Judge eases restrictions on defendants in armed Oregon occupation
By Alex Dobuzinskis
(Reuters) – A federal judge ruled on Friday that eight anti-government militants facing criminal charges in the armed takeover of an Oregon wildlife center can now communicate with each other ahead of a trial set for next month.
The easing of restrictions imposed as a condition of the pretrial release of four defendants comes after defense lawyers in May accused jail officials of hindering meetings with some of their clients and not providing a confidential phone line.
The four released defendants were prohibited earlier this year from speaking among themselves or with the four others, who remained jailed on charges stemming from the 41-day armed occupation of the Malheur National Wildlife Refuge in eastern Oregon.
U.S. District Judge Anna Brown in Portland, Oregon, ruled on Friday that all eight defendants are now “allowed to have contact with each other for the sole purpose of preparing for and participating in trial,” set to begin Sept. 7.
A second group of defendants charged in connection with the Oregon occupation are scheduled to go on trial separately next February.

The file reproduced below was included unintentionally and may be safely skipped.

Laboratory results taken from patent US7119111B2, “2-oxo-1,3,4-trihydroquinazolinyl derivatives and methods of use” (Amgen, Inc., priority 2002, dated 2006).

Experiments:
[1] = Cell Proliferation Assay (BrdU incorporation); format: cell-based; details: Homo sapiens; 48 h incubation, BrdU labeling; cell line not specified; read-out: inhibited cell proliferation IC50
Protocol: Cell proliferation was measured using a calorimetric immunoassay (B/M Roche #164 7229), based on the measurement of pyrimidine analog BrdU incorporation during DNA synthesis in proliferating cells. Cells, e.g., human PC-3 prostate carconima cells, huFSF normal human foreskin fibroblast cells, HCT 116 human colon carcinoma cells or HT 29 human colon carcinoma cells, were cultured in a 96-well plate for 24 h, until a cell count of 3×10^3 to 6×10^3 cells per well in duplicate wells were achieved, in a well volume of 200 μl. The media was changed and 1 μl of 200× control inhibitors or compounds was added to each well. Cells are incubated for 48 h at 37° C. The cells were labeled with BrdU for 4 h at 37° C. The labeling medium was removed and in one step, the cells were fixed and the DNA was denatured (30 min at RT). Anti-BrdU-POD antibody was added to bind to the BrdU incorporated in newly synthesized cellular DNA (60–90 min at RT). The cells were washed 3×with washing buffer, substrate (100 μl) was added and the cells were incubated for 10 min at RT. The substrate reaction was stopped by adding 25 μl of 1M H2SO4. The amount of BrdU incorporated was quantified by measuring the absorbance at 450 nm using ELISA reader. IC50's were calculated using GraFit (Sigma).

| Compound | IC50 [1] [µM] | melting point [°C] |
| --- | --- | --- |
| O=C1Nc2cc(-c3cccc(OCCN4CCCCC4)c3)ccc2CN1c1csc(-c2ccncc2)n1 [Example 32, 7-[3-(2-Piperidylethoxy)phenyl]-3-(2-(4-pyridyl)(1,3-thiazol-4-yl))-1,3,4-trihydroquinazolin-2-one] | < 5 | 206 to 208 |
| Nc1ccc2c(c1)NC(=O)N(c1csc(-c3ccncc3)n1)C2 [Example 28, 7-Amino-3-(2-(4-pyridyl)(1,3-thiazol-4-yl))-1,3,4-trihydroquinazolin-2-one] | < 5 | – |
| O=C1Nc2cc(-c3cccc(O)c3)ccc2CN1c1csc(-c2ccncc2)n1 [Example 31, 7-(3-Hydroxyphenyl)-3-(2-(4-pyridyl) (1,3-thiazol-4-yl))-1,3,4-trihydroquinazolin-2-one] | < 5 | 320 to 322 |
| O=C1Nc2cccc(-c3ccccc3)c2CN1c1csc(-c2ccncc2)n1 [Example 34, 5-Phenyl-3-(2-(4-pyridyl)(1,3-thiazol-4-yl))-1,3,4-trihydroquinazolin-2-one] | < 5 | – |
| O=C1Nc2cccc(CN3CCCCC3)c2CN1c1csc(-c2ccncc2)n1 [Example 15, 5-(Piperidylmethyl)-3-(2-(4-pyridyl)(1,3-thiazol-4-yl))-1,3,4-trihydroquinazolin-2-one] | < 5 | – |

The Malheur takeover, which started on Jan. 2 with at least a dozen armed men, was the latest flare-up in a decades-old conflict over federal control of millions of acres of public land in the West.
Ammon and Ryan Bundy, brothers who led the protest, remain jailed on charges of conspiracy to impede federal officers and possession of firearms in a federal facility, according to court records.
Ryan Bundy was found to have fashioned a makeshift rope from bedsheets in an apparent escape plan, a judge wrote in court papers filed in July.
The Bundys’ six co-defendants facing trial next month also are charged with conspiracy, and most face the weapons charge as well.
U.S. District Judge Robert Jones, also of Portland, revealed on Thursday that he had allowed the Bundy brothers in June to be transported from their jail to a courthouse to meet with their lawyers in greater privacy.
An attorney for the Bundys could not be reached, and a spokeswoman for the U.S. attorney’s office declined to comment on the easing of restrictions on the defendants.
Ammon and Ryan Bundy, along with their father, rancher Cliven Bundy, are also charged in a separate case for their role in an armed standoff with federal agents in Nevada in 2014.
(Reporting by Alex Dobuzinskis in Los Angeles; Editing by Steve Gorman and Leslie Adler)